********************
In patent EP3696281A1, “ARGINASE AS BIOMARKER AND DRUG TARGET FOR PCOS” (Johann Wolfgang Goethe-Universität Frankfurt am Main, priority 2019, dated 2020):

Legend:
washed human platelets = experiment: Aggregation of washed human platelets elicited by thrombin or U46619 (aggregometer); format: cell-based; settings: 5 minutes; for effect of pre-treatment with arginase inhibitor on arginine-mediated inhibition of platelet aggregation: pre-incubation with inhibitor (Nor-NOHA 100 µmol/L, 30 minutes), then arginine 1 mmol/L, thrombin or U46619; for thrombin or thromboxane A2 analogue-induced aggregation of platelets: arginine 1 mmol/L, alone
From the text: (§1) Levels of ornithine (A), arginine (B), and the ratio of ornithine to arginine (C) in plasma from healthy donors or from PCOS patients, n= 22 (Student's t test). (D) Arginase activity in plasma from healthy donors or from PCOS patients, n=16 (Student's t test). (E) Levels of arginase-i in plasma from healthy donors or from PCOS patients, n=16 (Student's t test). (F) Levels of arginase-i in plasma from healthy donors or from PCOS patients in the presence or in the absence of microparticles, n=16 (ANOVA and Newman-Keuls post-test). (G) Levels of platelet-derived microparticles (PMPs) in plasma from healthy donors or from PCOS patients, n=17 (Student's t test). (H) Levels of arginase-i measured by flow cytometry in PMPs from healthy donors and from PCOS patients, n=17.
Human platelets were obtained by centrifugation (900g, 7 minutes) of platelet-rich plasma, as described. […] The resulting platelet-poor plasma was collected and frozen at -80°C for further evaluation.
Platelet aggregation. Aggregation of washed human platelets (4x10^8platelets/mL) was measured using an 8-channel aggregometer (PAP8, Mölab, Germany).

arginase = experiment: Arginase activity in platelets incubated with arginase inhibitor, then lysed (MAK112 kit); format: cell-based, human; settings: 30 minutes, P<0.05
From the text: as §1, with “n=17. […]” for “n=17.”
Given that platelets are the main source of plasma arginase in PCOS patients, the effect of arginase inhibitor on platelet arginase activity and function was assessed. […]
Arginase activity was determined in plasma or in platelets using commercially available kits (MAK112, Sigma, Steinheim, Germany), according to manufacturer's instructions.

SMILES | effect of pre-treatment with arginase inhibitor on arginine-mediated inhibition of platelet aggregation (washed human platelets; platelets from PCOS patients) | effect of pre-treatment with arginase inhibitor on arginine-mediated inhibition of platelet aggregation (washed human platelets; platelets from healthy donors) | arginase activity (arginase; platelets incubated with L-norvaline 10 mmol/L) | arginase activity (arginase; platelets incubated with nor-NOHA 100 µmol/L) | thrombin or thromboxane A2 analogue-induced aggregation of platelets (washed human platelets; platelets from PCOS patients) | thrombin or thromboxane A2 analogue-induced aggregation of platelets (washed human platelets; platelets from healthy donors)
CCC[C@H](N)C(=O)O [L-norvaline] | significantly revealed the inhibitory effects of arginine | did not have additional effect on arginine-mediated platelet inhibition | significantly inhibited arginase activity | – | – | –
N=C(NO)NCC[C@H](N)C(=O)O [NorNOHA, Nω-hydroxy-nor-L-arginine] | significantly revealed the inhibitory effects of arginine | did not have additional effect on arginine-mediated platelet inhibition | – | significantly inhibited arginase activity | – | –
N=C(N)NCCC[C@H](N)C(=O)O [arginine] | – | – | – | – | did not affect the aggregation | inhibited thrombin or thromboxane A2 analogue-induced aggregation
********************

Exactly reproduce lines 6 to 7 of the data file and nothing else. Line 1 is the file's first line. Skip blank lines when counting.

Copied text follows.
Platelet aggregation. Aggregation of washed human platelets (4x10^8platelets/mL) was measured using an 8-channel aggregometer (PAP8, Mölab, Germany).

arginase = experiment: Arginase activity in platelets incubated with arginase inhibitor, then lysed (MAK112 kit); format: cell-based, human; settings: 30 minutes, P<0.05